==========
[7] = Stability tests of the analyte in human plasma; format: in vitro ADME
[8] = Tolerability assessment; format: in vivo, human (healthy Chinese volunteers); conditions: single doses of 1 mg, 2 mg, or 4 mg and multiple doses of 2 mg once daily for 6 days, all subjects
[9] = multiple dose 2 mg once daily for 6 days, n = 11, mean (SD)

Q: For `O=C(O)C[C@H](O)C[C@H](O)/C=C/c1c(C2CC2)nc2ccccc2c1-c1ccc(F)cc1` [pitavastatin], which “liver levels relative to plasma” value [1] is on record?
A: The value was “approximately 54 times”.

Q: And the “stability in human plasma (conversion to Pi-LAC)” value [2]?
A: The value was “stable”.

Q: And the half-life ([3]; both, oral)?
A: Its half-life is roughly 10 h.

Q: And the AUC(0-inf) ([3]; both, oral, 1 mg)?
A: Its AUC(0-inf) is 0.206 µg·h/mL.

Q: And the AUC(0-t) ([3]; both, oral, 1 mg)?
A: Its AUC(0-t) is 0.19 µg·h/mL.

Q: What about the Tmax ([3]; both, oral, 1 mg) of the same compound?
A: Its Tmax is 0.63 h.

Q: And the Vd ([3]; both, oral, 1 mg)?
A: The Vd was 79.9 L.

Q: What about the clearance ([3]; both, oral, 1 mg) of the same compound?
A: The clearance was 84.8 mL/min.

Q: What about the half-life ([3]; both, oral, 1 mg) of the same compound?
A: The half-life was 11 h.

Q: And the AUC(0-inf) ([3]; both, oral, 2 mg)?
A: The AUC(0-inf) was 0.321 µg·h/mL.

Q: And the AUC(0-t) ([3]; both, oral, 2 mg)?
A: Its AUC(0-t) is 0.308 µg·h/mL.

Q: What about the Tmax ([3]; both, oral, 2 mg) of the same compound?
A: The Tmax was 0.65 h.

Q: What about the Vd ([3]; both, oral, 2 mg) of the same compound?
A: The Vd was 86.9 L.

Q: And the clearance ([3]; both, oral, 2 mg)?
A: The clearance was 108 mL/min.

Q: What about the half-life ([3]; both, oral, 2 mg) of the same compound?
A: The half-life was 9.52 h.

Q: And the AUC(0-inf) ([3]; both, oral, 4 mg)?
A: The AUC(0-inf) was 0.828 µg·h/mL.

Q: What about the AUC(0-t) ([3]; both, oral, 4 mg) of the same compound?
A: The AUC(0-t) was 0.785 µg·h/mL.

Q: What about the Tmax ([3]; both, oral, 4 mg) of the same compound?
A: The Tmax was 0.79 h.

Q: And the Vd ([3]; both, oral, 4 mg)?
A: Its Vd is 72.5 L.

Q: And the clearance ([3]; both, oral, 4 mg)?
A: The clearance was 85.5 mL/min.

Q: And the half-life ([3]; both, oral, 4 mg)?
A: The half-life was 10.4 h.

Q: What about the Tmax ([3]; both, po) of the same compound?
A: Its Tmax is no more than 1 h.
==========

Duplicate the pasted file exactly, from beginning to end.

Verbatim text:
[7] = Stability tests of the analyte in human plasma; format: in vitro ADME
[8] = Tolerability assessment; format: in vivo, human (healthy Chinese volunteers); conditions: single doses of 1 mg, 2 mg, or 4 mg and multiple doses of 2 mg once daily for 6 days, all subjects
[9] = multiple dose 2 mg once daily for 6 days, n = 11, mean (SD)

Q: For `O=C(O)C[C@H](O)C[C@H](O)/C=C/c1c(C2CC2)nc2ccccc2c1-c1ccc(F)cc1` [pitavastatin], which “liver levels relative to plasma” value [1] is on record?
A: The value was “approximately 54 times”.

Q: And the “stability in human plasma (conversion to Pi-LAC)” value [2]?
A: The value was “stable”.

Q: And the half-life ([3]; both, oral)?
A: Its half-life is roughly 10 h.

Q: And the AUC(0-inf) ([3]; both, oral, 1 mg)?
A: Its AUC(0-inf) is 0.206 µg·h/mL.

Q: And the AUC(0-t) ([3]; both, oral, 1 mg)?
A: Its AUC(0-t) is 0.19 µg·h/mL.

Q: What about the Tmax ([3]; both, oral, 1 mg) of the same compound?
A: Its Tmax is 0.63 h.

Q: And the Vd ([3]; both, oral, 1 mg)?
A: The Vd was 79.9 L.

Q: What about the clearance ([3]; both, oral, 1 mg) of the same compound?
A: The clearance was 84.8 mL/min.

Q: What about the half-life ([3]; both, oral, 1 mg) of the same compound?
A: The half-life was 11 h.

Q: And the AUC(0-inf) ([3]; both, oral, 2 mg)?
A: The AUC(0-inf) was 0.321 µg·h/mL.

Q: And the AUC(0-t) ([3]; both, oral, 2 mg)?
A: Its AUC(0-t) is 0.308 µg·h/mL.

Q: What about the Tmax ([3]; both, oral, 2 mg) of the same compound?
A: The Tmax was 0.65 h.

Q: What about the Vd ([3]; both, oral, 2 mg) of the same compound?
A: The Vd was 86.9 L.

Q: And the clearance ([3]; both, oral, 2 mg)?
A: The clearance was 108 mL/min.

Q: What about the half-life ([3]; both, oral, 2 mg) of the same compound?
A: The half-life was 9.52 h.

Q: And the AUC(0-inf) ([3]; both, oral, 4 mg)?
A: The AUC(0-inf) was 0.828 µg·h/mL.

Q: What about the AUC(0-t) ([3]; both, oral, 4 mg) of the same compound?
A: The AUC(0-t) was 0.785 µg·h/mL.

Q: What about the Tmax ([3]; both, oral, 4 mg) of the same compound?
A: The Tmax was 0.79 h.

Q: And the Vd ([3]; both, oral, 4 mg)?
A: Its Vd is 72.5 L.

Q: And the clearance ([3]; both, oral, 4 mg)?
A: The clearance was 85.5 mL/min.

Q: And the half-life ([3]; both, oral, 4 mg)?
A: The half-life was 10.4 h.

Q: What about the Tmax ([3]; both, po) of the same compound?
A: Its Tmax is no more than 1 h.